Trade Deals Around the World: December Edition
Trade Deals Around the World is our monthly recurring update, which gives you a quick and easy overview of what has been happening in the many trade deal negotiations going on around the world.
A quick round-up of news on trade deals for the past month.
The United Kingdom and Canada
While the United Kingdom is still negotiating with the European Union on the Brexit Deal, it is signing other free trade agreements. We already wrote about earlier trade agreements the United Kingdom has been able to agree on in last month’s edition.
The trade agreement the United Kingdom struck with Canada is a provisional one. Prime ministers Johnson and Trudeau agreed to roll over the current agreement that is in place between the two countries, the Comprehensive Economic and Trade Agreement (CETA) temporarily. The agreement was only adjusted to make it specific to trade between Canada and the United Kingdom specifically. CBC reports:
"Now we get to continue to work on a bespoke agreement, a comprehensive agreement, over the coming years that will really maximize our trade opportunities and boost things for everyone," Trudeau said.
"Free trade is an important part of the way that we're going to bounce back from COVID, but I also think that Canada and the U.K. share a perspective about building back greener," said Johnson, who also took a moment to congratulate Trudeau for taking steps to get Canada to net-zero carbon emissions by 2050.
The Canada-United Kingdom Trade Continuity Agreement extends the elimination of tariffs on 98 per cent of goods exported between the two countries and sets the stage for negotiations toward a permanent and more ambitious deal in the new year. The deal could include "the potential to go further in areas like digital trade, the environment and women's economic empowerment," a release from the British government said.
Read the full article here.
The United Kingdom and Kenya
Another trade agreement was struck between the United Kingdom and Kenya. The British Government announces:
The UK has moved a step closer to signing a sixth trade deal in Africa today (3 November), as negotiations on a trade deal are finalised with Kenya. The agreement will ensure all companies operating in Kenya, including British businesses, can continue to benefit from duty-free access as they export products including vegetables and flowers to their customers back in the UK.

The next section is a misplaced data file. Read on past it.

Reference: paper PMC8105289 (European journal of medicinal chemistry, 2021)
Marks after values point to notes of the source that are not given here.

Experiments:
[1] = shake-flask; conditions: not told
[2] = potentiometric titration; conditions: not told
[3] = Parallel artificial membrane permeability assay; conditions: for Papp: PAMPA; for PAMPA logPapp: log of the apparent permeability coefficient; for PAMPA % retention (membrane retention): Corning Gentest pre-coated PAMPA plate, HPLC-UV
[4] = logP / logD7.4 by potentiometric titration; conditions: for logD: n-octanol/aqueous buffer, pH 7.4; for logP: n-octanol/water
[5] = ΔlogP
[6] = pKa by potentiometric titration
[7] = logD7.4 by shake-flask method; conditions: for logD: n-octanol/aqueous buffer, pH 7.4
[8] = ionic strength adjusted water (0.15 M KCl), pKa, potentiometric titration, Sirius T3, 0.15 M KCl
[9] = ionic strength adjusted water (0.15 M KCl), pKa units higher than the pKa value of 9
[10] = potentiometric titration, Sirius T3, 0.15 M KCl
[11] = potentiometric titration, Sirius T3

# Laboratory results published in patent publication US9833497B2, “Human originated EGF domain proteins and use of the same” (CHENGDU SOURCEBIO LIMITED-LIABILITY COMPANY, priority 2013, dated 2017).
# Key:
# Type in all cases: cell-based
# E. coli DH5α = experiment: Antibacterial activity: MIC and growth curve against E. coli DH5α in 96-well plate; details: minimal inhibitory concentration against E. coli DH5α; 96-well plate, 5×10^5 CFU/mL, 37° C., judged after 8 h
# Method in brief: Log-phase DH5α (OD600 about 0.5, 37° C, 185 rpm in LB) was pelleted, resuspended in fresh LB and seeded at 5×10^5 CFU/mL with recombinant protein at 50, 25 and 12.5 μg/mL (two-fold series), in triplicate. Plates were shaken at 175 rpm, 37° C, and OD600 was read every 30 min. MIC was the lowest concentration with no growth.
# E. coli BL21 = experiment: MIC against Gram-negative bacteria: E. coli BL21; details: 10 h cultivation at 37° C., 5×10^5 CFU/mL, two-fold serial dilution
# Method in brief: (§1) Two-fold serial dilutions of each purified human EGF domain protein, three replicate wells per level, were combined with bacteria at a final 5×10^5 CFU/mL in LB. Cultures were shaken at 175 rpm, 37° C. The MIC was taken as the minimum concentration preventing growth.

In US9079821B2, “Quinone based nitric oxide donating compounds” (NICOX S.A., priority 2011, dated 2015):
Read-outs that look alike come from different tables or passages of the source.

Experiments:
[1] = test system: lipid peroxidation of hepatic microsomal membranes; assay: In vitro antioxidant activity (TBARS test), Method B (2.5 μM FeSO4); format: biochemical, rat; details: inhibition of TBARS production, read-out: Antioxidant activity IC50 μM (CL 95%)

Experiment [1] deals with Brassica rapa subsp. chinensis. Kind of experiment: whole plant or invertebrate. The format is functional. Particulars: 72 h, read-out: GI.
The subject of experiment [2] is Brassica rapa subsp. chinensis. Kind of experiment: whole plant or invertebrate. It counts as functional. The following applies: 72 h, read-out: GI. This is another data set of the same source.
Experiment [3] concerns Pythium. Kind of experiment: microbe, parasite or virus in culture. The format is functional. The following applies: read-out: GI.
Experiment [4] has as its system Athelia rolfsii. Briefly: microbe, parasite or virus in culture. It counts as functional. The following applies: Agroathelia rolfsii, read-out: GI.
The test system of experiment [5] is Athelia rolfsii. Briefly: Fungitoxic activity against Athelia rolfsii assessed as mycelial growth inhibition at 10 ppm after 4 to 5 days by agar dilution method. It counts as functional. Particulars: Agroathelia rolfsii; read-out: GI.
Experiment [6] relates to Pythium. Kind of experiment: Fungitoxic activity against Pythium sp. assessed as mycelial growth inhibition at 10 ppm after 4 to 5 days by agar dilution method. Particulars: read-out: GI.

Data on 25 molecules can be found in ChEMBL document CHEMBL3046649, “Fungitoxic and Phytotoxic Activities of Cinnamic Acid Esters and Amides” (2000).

- The agreement will be formally signed shortly once it has been subject to checks.
- The deal itself is a translation of the terms previously agreed between the EU and the East African Community (EAC) and includes clauses to allow other East Africa Community states to join in the future.
- In under two years, the UK government has signed or agreed in principle trade agreements with 52 countries. Total UK trade with these countries was worth £146 billion in 2019.
Read the full announcement here.
The United Kingdom and Côte d'Ivoire
Another trade agreement was struck between the United kingdom and Côte d'Ivoire. The British Government announces:
HM Government has developed new bilateral agreements that replicate, as far as possible, the effects of the United Kingdom’s existing trade agreements with existing partners. These agreements form the starting point for the United Kingdom’s future trade agreements with partners. The United Kingdom-Côte d’Ivoire stepping stone Economic
Partnership Agreement (“United Kingdom-Côte d’Ivoire EPA”) is intended to take effect when the EU-Côte d’Ivoire stepping stone Economic Partnership Agreement (“the existing EPA”) ceases to apply to the United Kingdom
Please find a full report on the implications of the trade deal written by the British Government here.
The Regional Comprehensive Economic Partnership
The Regional Comprehensive Economic Partnership, or RCEP, is the biggest regional free trade agreement in the world. The RCEP has 15 member states, including China, Japan, South Korea, Australia, and New Zealand.
A minimum of six Asean countries in addition to three non-Asean partners must ratify RCEP for it to come into force, Singapore’s Minister of Trade and Industry Chan Chun Sing told reporters following the signing. Singapore plans to approve the deal “in the next few months,” he said.
Supporters of the trade pact, which covers 2.2 billion people with a combined GDP of $26.2 trillion, said it will bolster pandemic-weakened economies by reducing tariffs, strengthening supply chains with common rules of origin, and codifying new e-commerce rules.
Whether RCEP changes regional dynamics in favour of China depends on the U.S. response, experts said. The agreement underscores how U.S. President Donald Trump’s 2017 decision to withdraw from a different Asia Pacific trade pact -- the Trans-Pacific Partnership or TPP -- diminished America’s ability to offer a counterbalance to China’s growing regional economic influence.
The agreement will make exports of participating countries more competitive and create an integrated market for China and regional nations, Singapore’s Chan said.
Please find the complete article here.
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